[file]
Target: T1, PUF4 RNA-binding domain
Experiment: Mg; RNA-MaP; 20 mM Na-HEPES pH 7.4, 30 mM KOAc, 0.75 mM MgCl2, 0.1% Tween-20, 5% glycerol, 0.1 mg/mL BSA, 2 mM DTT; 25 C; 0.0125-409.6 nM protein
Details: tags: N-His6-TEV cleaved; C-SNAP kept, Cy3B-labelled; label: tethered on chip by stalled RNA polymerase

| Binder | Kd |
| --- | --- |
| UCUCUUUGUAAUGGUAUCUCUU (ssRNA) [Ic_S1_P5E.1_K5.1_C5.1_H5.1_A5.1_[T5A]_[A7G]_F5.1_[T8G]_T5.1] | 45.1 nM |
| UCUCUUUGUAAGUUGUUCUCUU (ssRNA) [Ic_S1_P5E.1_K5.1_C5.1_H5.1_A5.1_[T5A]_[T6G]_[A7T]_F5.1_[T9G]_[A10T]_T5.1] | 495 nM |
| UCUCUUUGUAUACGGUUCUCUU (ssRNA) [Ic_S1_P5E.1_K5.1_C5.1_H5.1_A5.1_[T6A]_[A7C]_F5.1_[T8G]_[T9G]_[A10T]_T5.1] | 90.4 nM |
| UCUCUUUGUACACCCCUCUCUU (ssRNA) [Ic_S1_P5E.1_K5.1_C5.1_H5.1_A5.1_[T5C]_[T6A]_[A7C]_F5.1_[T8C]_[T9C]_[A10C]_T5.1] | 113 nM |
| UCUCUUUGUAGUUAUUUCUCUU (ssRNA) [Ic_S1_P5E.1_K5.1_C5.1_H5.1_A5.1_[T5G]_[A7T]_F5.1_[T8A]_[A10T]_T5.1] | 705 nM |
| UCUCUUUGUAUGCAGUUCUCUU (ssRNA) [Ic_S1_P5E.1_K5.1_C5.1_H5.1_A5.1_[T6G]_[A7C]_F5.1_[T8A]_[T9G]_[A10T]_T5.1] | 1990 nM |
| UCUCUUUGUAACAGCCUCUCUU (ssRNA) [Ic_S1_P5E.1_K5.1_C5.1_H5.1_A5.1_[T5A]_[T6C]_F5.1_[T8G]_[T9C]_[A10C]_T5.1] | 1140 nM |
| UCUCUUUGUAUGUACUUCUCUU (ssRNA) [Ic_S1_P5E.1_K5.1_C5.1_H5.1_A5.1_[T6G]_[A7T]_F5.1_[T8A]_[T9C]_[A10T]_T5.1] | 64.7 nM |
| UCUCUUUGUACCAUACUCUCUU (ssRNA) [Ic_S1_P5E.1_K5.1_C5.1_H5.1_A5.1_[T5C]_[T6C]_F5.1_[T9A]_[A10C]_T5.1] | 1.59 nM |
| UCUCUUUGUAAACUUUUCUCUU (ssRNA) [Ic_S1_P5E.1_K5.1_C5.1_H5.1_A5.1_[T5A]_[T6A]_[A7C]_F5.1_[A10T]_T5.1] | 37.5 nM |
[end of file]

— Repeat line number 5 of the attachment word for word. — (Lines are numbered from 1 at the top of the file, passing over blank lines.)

| --- | --- |